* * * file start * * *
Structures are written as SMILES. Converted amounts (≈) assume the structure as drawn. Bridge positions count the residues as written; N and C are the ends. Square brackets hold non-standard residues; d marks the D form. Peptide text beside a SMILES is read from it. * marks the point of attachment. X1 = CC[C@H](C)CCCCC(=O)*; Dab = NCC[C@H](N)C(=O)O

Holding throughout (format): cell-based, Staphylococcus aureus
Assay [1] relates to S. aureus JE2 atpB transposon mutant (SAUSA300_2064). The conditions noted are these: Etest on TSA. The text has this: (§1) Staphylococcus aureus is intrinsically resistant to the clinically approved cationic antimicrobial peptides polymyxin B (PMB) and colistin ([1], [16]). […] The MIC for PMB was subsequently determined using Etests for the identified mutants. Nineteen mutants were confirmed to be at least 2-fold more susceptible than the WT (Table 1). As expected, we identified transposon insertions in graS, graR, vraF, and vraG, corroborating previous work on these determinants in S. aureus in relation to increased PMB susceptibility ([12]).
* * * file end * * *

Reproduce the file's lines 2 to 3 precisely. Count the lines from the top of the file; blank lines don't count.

Holding throughout (format): cell-based, Staphylococcus aureus
Assay [1] relates to S. aureus JE2 atpB transposon mutant (SAUSA300_2064). The conditions noted are these: Etest on TSA. The text has this: (§1) Staphylococcus aureus is intrinsically resistant to the clinically approved cationic antimicrobial peptides polymyxin B (PMB) and colistin ([1], [16]). […] The MIC for PMB was subsequently determined using Etests for the identified mutants. Nineteen mutants were confirmed to be at least 2-fold more susceptible than the WT (Table 1). As expected, we identified transposon insertions in graS, graR, vraF, and vraG, corroborating previous work on these determinants in S. aureus in relation to increased PMB susceptibility ([12]).